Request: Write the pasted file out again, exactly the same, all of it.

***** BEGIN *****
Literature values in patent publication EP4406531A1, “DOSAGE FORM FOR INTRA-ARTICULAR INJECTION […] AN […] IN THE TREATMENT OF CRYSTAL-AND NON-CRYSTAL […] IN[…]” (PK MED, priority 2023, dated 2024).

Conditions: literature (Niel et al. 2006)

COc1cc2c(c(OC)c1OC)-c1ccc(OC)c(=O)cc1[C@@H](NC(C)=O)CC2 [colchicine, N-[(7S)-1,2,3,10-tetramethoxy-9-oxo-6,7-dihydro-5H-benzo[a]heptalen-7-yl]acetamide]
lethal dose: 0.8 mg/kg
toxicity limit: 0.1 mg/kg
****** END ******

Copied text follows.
Literature values in patent publication EP4406531A1, “DOSAGE FORM FOR INTRA-ARTICULAR INJECTION […] AN […] IN THE TREATMENT OF CRYSTAL-AND NON-CRYSTAL […] IN[…]” (PK MED, priority 2023, dated 2024).

Conditions: literature (Niel et al. 2006)

COc1cc2c(c(OC)c1OC)-c1ccc(OC)c(=O)cc1[C@@H](NC(C)=O)CC2 [colchicine, N-[(7S)-1,2,3,10-tetramethoxy-9-oxo-6,7-dihydro-5H-benzo[a]heptalen-7-yl]acetamide]
lethal dose: 0.8 mg/kg
toxicity limit: 0.1 mg/kg